Workforce challenging broadband deployment, says industry group

The Telecommunications Industry Association estimated a workforce gap of about 200,000 field workers to build broadband networks over the next five years.
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The creation of the $42.45 billion Broadband Equity and Access Deployment program was a historic federal investment attempting to bridge the digital divide, but one telecommunications expert worries there might not be a deep enough workerforce to deploy high-speed internet nationwide.

David Stehlin, chief executive officer of the Telecommunications Industry Association, told StateScoop that the industry struggled to get enough people to build networks even prior to the BEAD program.

“The number of candidates that are looking to join the industry are not anywhere near enough and the number of people retiring out of the industry are too many,” Stehlin said, noting that some industry analysis estimate a workforce gap of about 200,000 field workers to build broadband networks over the next five years.

The National Telecommunications and Information Administration says that the BEAD program “will only succeed if every penny is wisely spent.”


“It’s a use-it-or-lose-it type of program,” Stehlin said. “If you don’t have enough staff, you don’t have enough contractors to go build the networks, perhaps some of the states won’t be able to utilize all of the money that’s been allocated to them. Workforce is a big issue that everyone has identified as something that will certainly slow down and hopefully not stop deployments. But you don’t train a workforce overnight.”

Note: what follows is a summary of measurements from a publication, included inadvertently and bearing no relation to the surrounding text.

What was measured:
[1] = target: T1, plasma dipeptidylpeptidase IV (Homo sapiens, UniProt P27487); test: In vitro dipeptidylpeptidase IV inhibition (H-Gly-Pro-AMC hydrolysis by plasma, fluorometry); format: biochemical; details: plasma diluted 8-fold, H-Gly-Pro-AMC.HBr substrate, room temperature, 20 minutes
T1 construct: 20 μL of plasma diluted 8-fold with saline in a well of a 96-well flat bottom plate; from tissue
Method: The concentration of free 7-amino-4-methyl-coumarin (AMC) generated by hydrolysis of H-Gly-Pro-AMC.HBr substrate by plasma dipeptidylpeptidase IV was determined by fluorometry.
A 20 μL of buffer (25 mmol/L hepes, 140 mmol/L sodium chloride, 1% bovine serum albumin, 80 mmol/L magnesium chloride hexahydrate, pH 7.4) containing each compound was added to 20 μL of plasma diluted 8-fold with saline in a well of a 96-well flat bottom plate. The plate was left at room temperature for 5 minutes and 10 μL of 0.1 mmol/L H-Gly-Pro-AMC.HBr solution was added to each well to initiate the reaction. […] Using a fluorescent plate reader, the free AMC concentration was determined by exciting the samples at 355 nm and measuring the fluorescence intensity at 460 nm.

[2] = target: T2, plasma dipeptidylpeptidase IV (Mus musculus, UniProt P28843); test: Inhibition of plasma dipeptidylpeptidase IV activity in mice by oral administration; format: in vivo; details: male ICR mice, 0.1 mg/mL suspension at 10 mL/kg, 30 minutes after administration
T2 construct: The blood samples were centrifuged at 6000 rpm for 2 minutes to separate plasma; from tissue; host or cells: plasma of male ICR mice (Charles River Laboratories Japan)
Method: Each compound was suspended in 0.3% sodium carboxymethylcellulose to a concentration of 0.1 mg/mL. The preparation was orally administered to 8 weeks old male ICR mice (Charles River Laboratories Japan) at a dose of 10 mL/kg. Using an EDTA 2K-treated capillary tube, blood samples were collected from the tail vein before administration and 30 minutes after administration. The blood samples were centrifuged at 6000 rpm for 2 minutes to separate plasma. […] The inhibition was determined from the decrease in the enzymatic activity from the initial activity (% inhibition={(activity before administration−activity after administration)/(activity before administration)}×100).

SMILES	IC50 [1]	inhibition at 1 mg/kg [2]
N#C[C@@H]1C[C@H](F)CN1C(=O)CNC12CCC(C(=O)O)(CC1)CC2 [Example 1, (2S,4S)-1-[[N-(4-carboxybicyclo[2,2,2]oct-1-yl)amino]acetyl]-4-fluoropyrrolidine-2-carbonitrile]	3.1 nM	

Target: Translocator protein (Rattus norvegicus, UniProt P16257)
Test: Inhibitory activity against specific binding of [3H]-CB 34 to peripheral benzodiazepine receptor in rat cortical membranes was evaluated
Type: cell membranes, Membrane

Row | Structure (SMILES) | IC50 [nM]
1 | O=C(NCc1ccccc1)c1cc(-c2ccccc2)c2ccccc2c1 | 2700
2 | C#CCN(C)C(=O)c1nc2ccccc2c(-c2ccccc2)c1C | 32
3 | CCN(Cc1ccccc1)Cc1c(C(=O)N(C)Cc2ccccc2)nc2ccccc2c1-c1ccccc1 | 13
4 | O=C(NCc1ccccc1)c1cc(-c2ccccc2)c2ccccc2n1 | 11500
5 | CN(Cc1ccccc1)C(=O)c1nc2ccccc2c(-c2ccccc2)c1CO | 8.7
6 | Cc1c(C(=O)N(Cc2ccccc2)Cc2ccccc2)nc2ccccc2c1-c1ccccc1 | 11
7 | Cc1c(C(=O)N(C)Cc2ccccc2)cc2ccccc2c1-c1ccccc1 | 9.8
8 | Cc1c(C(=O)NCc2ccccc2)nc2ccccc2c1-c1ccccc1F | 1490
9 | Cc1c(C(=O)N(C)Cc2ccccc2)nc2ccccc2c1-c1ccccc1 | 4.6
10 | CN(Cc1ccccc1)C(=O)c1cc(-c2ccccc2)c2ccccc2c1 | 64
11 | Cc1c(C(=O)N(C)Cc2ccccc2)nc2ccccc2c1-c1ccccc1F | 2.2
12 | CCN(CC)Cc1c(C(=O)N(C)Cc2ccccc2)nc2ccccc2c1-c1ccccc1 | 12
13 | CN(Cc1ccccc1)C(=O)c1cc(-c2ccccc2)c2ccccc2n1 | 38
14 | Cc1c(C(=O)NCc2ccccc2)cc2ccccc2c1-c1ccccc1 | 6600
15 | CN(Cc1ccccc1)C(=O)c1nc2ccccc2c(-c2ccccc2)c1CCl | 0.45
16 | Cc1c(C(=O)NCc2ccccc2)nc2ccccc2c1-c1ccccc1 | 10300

One problem that stands in the way of supplementing the workforce is that many colleges and other training institutions do not offer any programming specifically for broadband, Stehlin said. With these gaps in mind, the TIA created Broadband Nation, a program launching in April that aims to convene industry, government leaders and training institutions to attract the next generation of broadband workers, largely through social media.

Through targeted campaigns, Stehlin said, potential candidates will be led to the Broadband Nation portal to learn about potential career paths related to broadband and get connected to training sites in their areas. The portal will also provide an online, fiber-optic training course for secondary schools, he said.

“We’re hoping to give this national problem a local solution,” he said. “We’re calling this a mission for America because by doing this, you not only have jobs and careers for yourself, but you’re helping your local community.” 

Stehlin said he anticipates a strong competition among states — especially neighboring states — when it comes to attracting workers to support BEAD deployment. To come out on top, he advised, states should work with internet service providers to identify specific workforce gaps and ensure that local community colleges have the programs necessary to train workers for those positions.

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